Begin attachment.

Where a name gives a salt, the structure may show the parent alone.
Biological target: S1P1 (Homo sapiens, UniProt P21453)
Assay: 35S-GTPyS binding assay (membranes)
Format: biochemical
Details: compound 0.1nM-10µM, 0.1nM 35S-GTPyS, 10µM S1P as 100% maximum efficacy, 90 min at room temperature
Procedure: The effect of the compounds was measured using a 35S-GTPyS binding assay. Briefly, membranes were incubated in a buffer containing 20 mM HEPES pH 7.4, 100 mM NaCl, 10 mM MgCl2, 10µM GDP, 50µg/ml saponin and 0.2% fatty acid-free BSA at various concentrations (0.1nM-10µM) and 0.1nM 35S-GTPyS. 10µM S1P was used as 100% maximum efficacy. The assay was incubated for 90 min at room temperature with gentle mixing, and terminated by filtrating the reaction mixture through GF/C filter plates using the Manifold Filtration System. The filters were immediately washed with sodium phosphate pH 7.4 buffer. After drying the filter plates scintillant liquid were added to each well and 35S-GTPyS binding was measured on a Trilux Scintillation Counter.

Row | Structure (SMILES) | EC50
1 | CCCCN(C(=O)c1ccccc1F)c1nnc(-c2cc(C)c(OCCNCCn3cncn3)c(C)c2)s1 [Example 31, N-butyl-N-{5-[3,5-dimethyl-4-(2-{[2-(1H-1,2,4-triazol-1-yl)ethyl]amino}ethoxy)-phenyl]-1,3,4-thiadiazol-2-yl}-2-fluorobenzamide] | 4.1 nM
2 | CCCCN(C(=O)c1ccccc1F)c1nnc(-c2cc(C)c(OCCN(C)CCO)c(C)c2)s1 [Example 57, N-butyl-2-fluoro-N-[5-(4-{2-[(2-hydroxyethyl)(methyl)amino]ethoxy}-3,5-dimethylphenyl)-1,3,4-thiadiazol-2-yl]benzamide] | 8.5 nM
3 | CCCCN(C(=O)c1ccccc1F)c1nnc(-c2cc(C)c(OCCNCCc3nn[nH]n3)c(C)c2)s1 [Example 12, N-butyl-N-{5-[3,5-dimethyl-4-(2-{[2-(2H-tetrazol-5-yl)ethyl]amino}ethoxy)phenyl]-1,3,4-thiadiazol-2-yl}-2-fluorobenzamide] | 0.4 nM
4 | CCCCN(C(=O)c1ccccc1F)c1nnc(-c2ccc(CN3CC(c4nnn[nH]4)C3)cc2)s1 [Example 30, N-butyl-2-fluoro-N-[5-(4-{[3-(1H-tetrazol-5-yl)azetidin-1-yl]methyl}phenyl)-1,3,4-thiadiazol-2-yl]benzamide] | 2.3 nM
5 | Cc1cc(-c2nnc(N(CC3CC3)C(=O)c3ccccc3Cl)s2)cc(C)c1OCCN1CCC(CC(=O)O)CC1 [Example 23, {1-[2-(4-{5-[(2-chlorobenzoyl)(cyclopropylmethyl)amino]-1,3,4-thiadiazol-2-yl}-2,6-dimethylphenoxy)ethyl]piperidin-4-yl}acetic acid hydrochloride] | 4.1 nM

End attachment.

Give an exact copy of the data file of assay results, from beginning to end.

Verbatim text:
Where a name gives a salt, the structure may show the parent alone.
Biological target: S1P1 (Homo sapiens, UniProt P21453)
Assay: 35S-GTPyS binding assay (membranes)
Format: biochemical
Details: compound 0.1nM-10µM, 0.1nM 35S-GTPyS, 10µM S1P as 100% maximum efficacy, 90 min at room temperature
Procedure: The effect of the compounds was measured using a 35S-GTPyS binding assay. Briefly, membranes were incubated in a buffer containing 20 mM HEPES pH 7.4, 100 mM NaCl, 10 mM MgCl2, 10µM GDP, 50µg/ml saponin and 0.2% fatty acid-free BSA at various concentrations (0.1nM-10µM) and 0.1nM 35S-GTPyS. 10µM S1P was used as 100% maximum efficacy. The assay was incubated for 90 min at room temperature with gentle mixing, and terminated by filtrating the reaction mixture through GF/C filter plates using the Manifold Filtration System. The filters were immediately washed with sodium phosphate pH 7.4 buffer. After drying the filter plates scintillant liquid were added to each well and 35S-GTPyS binding was measured on a Trilux Scintillation Counter.

Row | Structure (SMILES) | EC50
1 | CCCCN(C(=O)c1ccccc1F)c1nnc(-c2cc(C)c(OCCNCCn3cncn3)c(C)c2)s1 [Example 31, N-butyl-N-{5-[3,5-dimethyl-4-(2-{[2-(1H-1,2,4-triazol-1-yl)ethyl]amino}ethoxy)-phenyl]-1,3,4-thiadiazol-2-yl}-2-fluorobenzamide] | 4.1 nM
2 | CCCCN(C(=O)c1ccccc1F)c1nnc(-c2cc(C)c(OCCN(C)CCO)c(C)c2)s1 [Example 57, N-butyl-2-fluoro-N-[5-(4-{2-[(2-hydroxyethyl)(methyl)amino]ethoxy}-3,5-dimethylphenyl)-1,3,4-thiadiazol-2-yl]benzamide] | 8.5 nM
3 | CCCCN(C(=O)c1ccccc1F)c1nnc(-c2cc(C)c(OCCNCCc3nn[nH]n3)c(C)c2)s1 [Example 12, N-butyl-N-{5-[3,5-dimethyl-4-(2-{[2-(2H-tetrazol-5-yl)ethyl]amino}ethoxy)phenyl]-1,3,4-thiadiazol-2-yl}-2-fluorobenzamide] | 0.4 nM
4 | CCCCN(C(=O)c1ccccc1F)c1nnc(-c2ccc(CN3CC(c4nnn[nH]4)C3)cc2)s1 [Example 30, N-butyl-2-fluoro-N-[5-(4-{[3-(1H-tetrazol-5-yl)azetidin-1-yl]methyl}phenyl)-1,3,4-thiadiazol-2-yl]benzamide] | 2.3 nM
5 | Cc1cc(-c2nnc(N(CC3CC3)C(=O)c3ccccc3Cl)s2)cc(C)c1OCCN1CCC(CC(=O)O)CC1 [Example 23, {1-[2-(4-{5-[(2-chlorobenzoyl)(cyclopropylmethyl)amino]-1,3,4-thiadiazol-2-yl}-2,6-dimethylphenoxy)ethyl]piperidin-4-yl}acetic acid hydrochloride] | 4.1 nM